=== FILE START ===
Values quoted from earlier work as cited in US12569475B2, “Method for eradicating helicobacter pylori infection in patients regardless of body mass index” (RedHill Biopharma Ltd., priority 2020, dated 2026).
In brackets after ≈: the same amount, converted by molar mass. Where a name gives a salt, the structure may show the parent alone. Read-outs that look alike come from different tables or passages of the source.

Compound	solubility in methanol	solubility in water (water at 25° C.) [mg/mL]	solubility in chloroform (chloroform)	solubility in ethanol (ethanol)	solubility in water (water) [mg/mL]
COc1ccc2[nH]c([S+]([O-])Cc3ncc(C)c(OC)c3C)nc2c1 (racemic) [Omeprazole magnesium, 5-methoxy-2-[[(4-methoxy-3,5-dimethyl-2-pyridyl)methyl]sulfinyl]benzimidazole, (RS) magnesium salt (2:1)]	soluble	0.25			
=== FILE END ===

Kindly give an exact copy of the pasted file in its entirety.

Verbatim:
Values quoted from earlier work as cited in US12569475B2, “Method for eradicating helicobacter pylori infection in patients regardless of body mass index” (RedHill Biopharma Ltd., priority 2020, dated 2026).
In brackets after ≈: the same amount, converted by molar mass. Where a name gives a salt, the structure may show the parent alone. Read-outs that look alike come from different tables or passages of the source.

Compound	solubility in methanol	solubility in water (water at 25° C.) [mg/mL]	solubility in chloroform (chloroform)	solubility in ethanol (ethanol)	solubility in water (water) [mg/mL]
COc1ccc2[nH]c([S+]([O-])Cc3ncc(C)c(OC)c3C)nc2c1 (racemic) [Omeprazole magnesium, 5-methoxy-2-[[(4-methoxy-3,5-dimethyl-2-pyridyl)methyl]sulfinyl]benzimidazole, (RS) magnesium salt (2:1)]	soluble	0.25			